Annual can-making capacity in India rises to 480 million

Metal packaging grows in South Asia and Middle East

Arvind Narang, chief operating officer of Wifag-Polytype India, the Mallherlan company in India, with some of the shaped and decorated metal containers for beverages and personal care at Metpack 2017 in Essen. Photo PSA

In the last four years, can-making capacity in India has risen dramatically as has demand from leading beverage and consumer product companies in the country. With the installation of new filling lines by brand owners and by contract packaging companies, all the new integrated can-making lines installed and successfully commissioned in recent years are running to capacity.

The major breakthrough in the Indian market has been the installation of a second Mall Herlan CMC 200 integrated line at Casablanca at Bhiwadi in North India in 2013-14 and the first line CMC 200 at the new Ball India plant in Sanand, Gujarat in October 2015. A fourth new CMC 200 integrated can making and decoration line is under installation at Greater Noida and should be commissioned by the beginning of June.

Metpack logoA CMC 200 line with an output capacity of 200 cans a minute, or approximately 5 million cans a month, starts by can forming from a slug of metal and then trims, brushes and decorates in an integrated inline operation. The decoration generally consists of a base coat, printing and varnishing. The global success of metal packaging in recent years comes from the development of new coatings. At Metpack 2017, several companies are speaking about their new coatings for food contact and other sensitive uses—about bisphenol-free coating for food and beverage contact containers.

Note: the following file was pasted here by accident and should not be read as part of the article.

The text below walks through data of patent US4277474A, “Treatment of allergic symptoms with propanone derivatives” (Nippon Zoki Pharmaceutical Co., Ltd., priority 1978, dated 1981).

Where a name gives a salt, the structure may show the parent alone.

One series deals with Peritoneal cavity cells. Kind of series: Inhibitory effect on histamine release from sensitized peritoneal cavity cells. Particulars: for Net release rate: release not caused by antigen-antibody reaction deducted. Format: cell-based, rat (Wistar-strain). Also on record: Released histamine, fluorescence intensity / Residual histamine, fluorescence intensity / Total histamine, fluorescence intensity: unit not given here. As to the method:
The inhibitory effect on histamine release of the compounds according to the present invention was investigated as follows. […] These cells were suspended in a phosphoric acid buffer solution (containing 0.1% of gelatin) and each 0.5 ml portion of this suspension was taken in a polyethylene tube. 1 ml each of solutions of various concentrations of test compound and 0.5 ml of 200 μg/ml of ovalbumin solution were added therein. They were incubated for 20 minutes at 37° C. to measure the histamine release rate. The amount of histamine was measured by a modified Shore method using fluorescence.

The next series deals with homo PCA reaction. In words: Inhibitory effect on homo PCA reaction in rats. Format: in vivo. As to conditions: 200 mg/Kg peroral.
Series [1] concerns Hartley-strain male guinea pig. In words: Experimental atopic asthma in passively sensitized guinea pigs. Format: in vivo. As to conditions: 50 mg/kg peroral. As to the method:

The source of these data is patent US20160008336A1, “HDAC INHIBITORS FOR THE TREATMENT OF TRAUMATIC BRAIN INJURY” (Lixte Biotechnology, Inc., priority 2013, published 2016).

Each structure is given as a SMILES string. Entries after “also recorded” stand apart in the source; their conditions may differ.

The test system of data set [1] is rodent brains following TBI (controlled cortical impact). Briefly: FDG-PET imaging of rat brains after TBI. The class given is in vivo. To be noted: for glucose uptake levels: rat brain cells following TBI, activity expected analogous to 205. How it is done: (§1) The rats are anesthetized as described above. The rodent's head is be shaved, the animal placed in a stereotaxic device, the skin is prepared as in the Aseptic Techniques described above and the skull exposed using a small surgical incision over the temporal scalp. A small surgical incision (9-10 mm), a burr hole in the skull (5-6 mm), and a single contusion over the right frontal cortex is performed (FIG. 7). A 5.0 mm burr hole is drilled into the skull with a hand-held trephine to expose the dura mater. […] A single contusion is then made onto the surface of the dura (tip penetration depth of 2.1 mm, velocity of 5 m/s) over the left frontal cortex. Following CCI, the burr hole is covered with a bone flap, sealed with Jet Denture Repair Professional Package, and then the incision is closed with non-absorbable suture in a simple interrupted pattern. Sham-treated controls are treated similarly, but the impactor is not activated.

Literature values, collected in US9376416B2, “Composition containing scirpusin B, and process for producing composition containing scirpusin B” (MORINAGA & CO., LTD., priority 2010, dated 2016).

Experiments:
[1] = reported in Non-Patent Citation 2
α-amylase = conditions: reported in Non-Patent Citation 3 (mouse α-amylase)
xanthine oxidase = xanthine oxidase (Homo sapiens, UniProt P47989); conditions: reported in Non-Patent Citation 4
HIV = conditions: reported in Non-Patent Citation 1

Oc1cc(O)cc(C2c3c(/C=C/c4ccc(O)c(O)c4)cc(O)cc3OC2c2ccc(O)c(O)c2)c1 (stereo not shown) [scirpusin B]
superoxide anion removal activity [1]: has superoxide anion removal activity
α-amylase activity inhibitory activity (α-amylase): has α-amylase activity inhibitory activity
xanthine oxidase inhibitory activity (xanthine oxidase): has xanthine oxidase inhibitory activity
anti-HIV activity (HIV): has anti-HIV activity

In addition, a new 2-piece beverage can-making line has come up near Colombo in Sri Lanka, in partnership between the EasyPac-Can Ends group and the Sri Lankan cricketer Muttiah Muralitharan. This line for producing aluminum can in 185, 250, 300, 330 and 550 ml sizes is being used by local beverage makers and also for exports to India and Bangladesh. New developments include bottle-shaped cans, screw-top closures, embossed surfaces and the production of smaller and yet smaller metal containers. Other innovations at Metpac seen so far include special printed foil lids and pull-top closures.

Watch out for live coverage of events as they unfold  at interpack 2017. Our editor, Naresh Khanna,
European Editor, Ron Augustine and Mumbai correspondent, Shardul Sharma are covering the event.

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